When a new designer joins a team, most of the time there is an existing product with all its components already live in a website or app. Before starting on any new designs, many newly hired designers will begin by creating a UI inventory with every part of the product they’ll be working on.
Currently, the way to create a UI inventory isn’t easy. Designers often have to take manual screenshots of the product, cut sections of it or highlight areas on top of the image. They end up doing an extensive amount of manual work that will soon be discarded. If they join a team that didn’t previously have a designer, they’ll probably end up having to build all design assets from scratch before they can even start their valuable contributions.
One way to accelerate the process of getting a new designer up to speed is to provide all code assets directly in Figma. story.to.design can hand over the essential UI library without wasting much time, converting components from Storybook to Figma. However, for this approach to work, the development team needs to have a Storybook already set up with their coded UI library.
For those working with a website and who don’t have an established design system, the
div<RIOTS> team has recently launched a new plugin for you: html.to.design. This new Figma tool uses code.to.design technology and is able to capture an entire webpage in seconds to transform it into editable layers inside Figma.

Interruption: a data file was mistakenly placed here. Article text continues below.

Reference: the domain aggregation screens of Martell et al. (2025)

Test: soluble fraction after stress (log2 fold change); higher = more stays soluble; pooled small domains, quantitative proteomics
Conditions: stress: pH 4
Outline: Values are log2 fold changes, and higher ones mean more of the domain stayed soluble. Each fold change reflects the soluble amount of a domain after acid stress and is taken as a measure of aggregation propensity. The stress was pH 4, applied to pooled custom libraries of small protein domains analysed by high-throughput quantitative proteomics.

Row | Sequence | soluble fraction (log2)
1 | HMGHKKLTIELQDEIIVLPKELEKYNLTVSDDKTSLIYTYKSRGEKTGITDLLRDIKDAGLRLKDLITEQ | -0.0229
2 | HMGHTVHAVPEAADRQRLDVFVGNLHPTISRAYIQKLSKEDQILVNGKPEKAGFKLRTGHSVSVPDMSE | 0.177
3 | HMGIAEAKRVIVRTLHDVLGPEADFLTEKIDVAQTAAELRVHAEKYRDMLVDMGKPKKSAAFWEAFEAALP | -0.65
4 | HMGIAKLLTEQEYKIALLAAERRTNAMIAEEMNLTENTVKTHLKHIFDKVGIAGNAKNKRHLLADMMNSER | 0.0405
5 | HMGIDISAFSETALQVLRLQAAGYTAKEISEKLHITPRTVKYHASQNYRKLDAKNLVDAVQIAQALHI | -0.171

A great use case for this plugin is to gather all elements for a designer’s UI inventory of a website. In the videos below, we’ve recreated what a new designer joining a company like Booking.com could achieve in a very short period of time, if tasked with creating the UI inventory for the live website:
Importing the website
First, the designer would import the entire website using the html.to.design plugin:
The designer could get started with grouping the different types of buttons seen on the interface:
Getting all alerts together
In this example, we see that there are two types of alert messages. These could be grouped as “Alerts”:
Grouping types of cards
Another clear element to group are cards:
This could be done for all elements seen in the interface. Getting the UI pieces together and having them in an editable format not only makes the task much quicker, but also provides a useful resource that could be later transformed into a Figma library.
This is just the beginning, and it’s already exciting to see what the code.to.design technology can do to help all kinds of teams.